4. Oct. 18, 1977: Reggie! Reggie! Reggie!
Yankees defeat Dodgers, 8-4, in Game 6 at Yankee Stadium

Video: #WeKnowPostseason: Reggie's three-homer game
Looking back on early World Series feats of power, Babe Ruth accomplished them all. Until this night in the Bronx, Ruth was the only player to have hit three homers in a single World Series game, doing it for the Bombers in both 1926 and '28.
Reggie Jackson's three blasts on three consecutive swings against three Dodgers pitchers locked up his Series MVP Award and propelled the Yanks to their first world title since 1962. The homer off Charlie Hough to lead off the eighth inning was hit into the far reaches of the batter's eye in center field at the rebuilt version of Yankee Stadium. When Jackson passed Dodgers first baseman Steve Garvey as he circled the bases, Garvey tapped his glove. "If you can't recognize greatness," Garvey recalled, "you really can't appreciate the game."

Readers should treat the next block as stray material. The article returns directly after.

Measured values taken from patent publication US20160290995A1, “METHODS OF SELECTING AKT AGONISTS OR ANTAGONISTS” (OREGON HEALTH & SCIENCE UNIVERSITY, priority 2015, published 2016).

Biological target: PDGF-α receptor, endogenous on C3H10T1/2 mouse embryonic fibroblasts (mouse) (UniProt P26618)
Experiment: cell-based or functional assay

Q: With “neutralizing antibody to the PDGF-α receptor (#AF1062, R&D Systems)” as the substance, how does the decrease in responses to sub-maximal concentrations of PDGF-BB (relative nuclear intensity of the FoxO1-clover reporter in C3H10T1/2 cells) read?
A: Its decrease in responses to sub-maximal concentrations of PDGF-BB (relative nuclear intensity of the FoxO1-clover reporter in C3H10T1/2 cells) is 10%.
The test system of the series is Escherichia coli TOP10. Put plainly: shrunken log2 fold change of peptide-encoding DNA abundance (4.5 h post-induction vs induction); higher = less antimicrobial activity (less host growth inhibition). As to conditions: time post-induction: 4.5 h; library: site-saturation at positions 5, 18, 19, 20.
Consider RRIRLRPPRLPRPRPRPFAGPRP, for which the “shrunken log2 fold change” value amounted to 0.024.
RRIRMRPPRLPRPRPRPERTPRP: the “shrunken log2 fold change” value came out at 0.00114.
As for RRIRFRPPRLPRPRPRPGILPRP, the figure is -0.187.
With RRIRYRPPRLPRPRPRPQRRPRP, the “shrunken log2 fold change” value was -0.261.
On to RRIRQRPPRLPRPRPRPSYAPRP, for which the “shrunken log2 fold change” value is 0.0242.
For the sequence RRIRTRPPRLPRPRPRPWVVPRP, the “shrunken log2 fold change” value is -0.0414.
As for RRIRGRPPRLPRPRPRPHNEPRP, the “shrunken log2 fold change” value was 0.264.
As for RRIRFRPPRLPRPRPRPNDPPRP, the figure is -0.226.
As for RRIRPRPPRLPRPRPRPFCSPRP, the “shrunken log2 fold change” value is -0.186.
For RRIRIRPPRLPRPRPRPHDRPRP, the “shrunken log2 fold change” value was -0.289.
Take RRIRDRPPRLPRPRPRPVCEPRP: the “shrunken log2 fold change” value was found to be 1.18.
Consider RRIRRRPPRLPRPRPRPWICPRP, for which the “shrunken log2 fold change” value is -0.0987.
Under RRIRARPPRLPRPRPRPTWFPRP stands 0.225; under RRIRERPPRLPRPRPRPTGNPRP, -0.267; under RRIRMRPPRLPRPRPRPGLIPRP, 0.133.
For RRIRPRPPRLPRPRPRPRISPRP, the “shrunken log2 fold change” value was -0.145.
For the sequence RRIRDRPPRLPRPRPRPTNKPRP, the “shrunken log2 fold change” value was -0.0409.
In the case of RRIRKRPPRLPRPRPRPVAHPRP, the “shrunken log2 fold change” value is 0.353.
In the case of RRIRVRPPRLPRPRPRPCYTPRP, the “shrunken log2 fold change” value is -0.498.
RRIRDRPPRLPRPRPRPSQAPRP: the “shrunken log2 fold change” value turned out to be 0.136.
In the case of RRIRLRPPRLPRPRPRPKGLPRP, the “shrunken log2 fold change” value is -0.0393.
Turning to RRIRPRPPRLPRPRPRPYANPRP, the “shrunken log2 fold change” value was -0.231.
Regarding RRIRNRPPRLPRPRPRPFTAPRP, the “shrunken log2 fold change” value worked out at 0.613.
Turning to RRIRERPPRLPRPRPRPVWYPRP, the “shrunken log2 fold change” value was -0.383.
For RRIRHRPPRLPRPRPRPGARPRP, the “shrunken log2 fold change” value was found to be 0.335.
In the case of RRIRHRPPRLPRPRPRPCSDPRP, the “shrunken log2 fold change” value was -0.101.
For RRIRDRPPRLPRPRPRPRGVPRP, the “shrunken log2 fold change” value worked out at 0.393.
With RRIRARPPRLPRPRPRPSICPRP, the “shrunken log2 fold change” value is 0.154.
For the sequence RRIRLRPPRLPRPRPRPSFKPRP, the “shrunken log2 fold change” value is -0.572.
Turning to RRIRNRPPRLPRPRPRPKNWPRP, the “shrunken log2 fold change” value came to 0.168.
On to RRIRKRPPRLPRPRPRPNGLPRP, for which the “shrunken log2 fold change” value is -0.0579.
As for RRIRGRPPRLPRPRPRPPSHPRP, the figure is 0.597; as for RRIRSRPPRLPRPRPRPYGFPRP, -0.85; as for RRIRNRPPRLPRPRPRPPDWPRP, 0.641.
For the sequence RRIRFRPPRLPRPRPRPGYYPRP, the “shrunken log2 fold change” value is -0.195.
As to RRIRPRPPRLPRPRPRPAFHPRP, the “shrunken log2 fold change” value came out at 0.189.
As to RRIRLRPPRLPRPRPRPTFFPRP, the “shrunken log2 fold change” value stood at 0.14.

The fiery Jackson, who battled with Manager Billy Martin all season - his first in New York after signing as a free agent -- set a record with five homers in the Series. His slash line was an unimaginable .450/.542/1.250 with eight RBI. By any metric, it was one of the greatest World Series performances ever.
5. Oct. 10, 1964: For the Record
Yankees defeat Cardinals, 2-1, in Game 3 at Yankee Stadium

Back to Ruth. At the time he and Mickey Mantle played, there were no division winners, no Wild Cards, no multi-tiered playoffs. The first-place team in each league won the pennant, and they met in the World Series from 1903-68, aside from 1904 when it wasn't played.